Here's why Nintendo's first smartphone games don't star Mario

Animal crossing new leafNintendoA screenshot of ‘Animal Crossing: New Leaf.’ A mobile version of the franchise will be arriving this fall.

If you’re holding out for Super Mario to make an appearance in the app store any time soon, you may be waiting a while.

The first two big Nintendo franchises heading to phones apply to a broader audience than Nintendo’s ubiquitous Italian plumber, according to Nintendo’s new president.

During a question-and-answer session following Nintendo’s Financial Results Briefing for the fiscal year, Tatsumi Kimishima, president of Nintendo, was asked why “Animal Crossing” and “Fire Emblem” were chosen as the first two Nintendo properties to make their debut on mobile.

According to Kimishima, each property targets a distinct segment of Nintendo’s audience.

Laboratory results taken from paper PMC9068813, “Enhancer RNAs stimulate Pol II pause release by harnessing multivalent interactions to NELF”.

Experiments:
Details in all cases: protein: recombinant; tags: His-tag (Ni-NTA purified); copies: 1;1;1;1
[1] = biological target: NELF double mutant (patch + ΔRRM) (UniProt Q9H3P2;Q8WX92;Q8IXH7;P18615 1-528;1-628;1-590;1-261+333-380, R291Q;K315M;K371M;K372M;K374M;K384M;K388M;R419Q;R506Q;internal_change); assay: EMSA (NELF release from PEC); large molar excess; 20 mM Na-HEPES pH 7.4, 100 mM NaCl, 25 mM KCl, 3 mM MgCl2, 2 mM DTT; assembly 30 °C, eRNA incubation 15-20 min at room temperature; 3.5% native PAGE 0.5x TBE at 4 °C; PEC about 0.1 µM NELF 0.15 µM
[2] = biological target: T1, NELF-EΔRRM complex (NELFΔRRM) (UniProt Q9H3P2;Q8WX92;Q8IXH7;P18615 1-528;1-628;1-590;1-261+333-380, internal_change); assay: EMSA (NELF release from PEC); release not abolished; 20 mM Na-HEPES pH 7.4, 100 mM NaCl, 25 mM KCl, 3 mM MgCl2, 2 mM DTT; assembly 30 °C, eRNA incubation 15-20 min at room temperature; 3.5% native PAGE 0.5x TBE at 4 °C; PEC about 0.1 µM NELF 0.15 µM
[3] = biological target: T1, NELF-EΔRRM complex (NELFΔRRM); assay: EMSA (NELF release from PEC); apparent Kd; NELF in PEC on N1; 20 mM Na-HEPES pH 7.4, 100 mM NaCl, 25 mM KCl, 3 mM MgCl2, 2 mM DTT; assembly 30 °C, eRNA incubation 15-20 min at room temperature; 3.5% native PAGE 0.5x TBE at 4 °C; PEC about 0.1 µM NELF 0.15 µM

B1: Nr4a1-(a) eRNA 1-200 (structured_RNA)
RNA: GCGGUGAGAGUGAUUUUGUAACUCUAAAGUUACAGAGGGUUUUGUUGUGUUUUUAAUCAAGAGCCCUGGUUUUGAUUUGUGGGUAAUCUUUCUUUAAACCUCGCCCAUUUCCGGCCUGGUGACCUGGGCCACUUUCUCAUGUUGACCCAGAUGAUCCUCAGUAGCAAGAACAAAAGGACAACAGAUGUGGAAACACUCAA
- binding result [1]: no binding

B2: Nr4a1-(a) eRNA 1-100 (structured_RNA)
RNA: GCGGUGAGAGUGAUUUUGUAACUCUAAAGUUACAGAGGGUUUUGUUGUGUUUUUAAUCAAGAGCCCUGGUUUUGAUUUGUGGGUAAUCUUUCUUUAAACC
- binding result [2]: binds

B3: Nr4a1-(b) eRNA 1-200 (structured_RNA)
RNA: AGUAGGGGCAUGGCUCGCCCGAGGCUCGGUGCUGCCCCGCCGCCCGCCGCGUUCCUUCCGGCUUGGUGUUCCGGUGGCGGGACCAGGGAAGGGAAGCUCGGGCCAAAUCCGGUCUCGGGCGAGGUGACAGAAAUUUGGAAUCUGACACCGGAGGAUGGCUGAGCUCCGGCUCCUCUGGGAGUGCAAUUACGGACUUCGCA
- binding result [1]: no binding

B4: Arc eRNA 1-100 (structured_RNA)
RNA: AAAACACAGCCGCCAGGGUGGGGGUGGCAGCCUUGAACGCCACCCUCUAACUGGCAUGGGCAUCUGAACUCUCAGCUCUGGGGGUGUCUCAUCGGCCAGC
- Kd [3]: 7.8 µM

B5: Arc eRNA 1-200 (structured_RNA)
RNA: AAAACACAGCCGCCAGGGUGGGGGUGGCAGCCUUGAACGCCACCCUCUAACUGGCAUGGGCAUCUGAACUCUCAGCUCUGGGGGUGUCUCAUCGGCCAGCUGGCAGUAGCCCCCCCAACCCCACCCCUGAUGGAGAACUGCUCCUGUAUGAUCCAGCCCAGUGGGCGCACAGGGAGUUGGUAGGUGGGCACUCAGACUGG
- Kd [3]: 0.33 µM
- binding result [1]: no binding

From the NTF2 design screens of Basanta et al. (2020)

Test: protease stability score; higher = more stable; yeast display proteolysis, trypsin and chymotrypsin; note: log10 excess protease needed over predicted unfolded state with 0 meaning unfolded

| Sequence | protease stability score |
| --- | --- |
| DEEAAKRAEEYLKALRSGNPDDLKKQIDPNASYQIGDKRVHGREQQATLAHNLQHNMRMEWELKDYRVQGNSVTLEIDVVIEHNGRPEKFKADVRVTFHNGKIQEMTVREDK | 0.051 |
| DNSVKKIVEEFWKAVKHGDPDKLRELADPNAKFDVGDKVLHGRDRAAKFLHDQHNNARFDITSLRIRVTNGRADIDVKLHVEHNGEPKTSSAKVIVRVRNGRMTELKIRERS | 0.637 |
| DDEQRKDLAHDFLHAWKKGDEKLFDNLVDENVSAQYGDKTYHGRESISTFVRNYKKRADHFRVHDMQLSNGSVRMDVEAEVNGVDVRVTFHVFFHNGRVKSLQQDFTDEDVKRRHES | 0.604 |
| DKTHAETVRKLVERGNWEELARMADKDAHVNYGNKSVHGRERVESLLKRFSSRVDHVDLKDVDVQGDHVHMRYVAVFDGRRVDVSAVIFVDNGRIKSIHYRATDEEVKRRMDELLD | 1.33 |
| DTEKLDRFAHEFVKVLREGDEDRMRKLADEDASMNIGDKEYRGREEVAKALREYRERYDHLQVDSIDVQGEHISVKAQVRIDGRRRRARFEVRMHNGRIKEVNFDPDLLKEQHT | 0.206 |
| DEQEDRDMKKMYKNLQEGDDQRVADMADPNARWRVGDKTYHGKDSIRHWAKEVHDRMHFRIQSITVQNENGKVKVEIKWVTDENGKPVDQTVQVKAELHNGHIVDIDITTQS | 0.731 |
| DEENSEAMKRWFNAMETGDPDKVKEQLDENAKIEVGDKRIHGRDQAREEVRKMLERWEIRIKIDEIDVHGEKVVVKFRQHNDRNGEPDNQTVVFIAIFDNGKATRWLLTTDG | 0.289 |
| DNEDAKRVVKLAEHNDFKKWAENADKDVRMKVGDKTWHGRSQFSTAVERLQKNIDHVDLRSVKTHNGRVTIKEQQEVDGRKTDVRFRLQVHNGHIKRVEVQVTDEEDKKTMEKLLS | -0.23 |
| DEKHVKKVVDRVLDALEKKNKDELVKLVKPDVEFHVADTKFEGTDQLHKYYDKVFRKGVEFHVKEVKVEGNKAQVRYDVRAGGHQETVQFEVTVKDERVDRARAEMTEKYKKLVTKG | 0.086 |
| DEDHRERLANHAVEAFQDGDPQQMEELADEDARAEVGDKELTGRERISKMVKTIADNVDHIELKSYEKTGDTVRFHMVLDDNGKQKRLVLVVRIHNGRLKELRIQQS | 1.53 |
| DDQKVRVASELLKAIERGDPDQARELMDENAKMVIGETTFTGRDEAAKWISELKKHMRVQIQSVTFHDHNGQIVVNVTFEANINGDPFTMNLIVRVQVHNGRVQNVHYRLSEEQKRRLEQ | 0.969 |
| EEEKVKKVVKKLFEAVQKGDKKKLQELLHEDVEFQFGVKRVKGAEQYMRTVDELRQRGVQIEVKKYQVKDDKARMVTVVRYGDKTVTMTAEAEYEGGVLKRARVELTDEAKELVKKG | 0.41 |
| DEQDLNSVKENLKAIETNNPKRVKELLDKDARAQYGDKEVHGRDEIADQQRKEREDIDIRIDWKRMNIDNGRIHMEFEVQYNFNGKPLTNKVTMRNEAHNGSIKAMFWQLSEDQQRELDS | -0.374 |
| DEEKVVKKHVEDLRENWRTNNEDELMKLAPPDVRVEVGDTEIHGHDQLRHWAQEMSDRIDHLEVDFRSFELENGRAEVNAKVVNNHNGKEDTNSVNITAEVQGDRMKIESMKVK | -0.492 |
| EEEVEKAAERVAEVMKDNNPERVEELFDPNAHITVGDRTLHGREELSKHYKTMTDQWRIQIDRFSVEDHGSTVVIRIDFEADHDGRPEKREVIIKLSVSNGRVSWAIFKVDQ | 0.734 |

“Animal Crossing” was selected because the series “has been played by a wide range of consumers including children and women,” said Kimishima.

“Fire Emblem,” however, appeals to Nintendo’s “die-hard fans who have stuck to the series for a long time,” likely due to the series’ much more challenging and strategic gameplay.

If Nintendo manages to design a game that fits well with one of its more iconic franchises, you can bet it will make its way over to mobile, but Nintendo won’t cut corners on quality to do so. And, given the fact that Nintendo plans to release a total of five smartphone games by March 2017 (which includes “Miitomo,” the social app released earlier this year), there are still two yet-to-be-announced games coming very soon.

Feel free to keep crossing your fingers for a mobile Mario or Zelda title until we know what those last two games are. Until then, “Animal Crossing” and “Fire Emblem” will have to do.

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